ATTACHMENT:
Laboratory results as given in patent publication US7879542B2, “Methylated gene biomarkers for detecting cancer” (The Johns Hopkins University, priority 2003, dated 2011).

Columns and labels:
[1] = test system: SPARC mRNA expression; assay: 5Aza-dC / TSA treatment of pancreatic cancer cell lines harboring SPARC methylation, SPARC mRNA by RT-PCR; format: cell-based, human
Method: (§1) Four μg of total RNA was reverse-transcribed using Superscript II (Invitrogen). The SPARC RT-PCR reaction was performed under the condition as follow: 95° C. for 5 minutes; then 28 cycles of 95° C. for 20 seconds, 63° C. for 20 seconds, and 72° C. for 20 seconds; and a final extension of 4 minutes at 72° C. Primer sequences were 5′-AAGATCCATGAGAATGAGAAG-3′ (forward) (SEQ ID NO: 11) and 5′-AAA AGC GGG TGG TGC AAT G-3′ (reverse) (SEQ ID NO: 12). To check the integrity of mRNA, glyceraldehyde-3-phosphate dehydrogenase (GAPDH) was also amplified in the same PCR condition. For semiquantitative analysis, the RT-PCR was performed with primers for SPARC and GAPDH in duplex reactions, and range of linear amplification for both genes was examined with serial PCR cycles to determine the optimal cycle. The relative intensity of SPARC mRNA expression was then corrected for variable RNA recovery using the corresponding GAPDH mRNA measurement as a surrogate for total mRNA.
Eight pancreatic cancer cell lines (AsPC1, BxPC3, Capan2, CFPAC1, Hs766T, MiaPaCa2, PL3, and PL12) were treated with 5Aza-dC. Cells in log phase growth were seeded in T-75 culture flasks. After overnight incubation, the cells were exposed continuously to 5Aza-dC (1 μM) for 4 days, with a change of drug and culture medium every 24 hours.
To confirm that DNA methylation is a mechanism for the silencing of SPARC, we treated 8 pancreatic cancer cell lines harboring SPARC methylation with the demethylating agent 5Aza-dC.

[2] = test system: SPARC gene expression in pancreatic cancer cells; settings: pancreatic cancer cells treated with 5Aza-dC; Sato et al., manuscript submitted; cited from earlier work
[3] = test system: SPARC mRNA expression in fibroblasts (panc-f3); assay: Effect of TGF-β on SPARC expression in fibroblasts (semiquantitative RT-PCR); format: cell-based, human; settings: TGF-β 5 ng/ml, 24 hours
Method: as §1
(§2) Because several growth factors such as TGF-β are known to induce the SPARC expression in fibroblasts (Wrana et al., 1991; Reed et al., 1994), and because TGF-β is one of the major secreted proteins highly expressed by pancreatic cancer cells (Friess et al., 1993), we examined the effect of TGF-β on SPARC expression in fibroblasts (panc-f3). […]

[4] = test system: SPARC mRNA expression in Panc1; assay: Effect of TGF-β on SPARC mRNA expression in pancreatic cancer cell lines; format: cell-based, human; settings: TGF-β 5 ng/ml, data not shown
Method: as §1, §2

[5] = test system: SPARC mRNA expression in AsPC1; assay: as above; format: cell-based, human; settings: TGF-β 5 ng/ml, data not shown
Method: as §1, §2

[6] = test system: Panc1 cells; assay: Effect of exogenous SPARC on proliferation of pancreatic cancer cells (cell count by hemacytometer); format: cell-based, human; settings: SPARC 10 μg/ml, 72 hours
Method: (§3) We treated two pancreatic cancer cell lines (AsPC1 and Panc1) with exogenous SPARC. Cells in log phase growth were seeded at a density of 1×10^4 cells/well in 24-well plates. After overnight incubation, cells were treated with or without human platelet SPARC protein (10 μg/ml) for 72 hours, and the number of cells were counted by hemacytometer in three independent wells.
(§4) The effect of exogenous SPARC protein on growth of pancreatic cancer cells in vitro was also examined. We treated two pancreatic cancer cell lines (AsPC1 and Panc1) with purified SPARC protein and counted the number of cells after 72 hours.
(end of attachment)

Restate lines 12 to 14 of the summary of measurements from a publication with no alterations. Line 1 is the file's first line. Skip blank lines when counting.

Method: as §1, §2

[5] = test system: SPARC mRNA expression in AsPC1; assay: as above; format: cell-based, human; settings: TGF-β 5 ng/ml, data not shown
Method: as §1, §2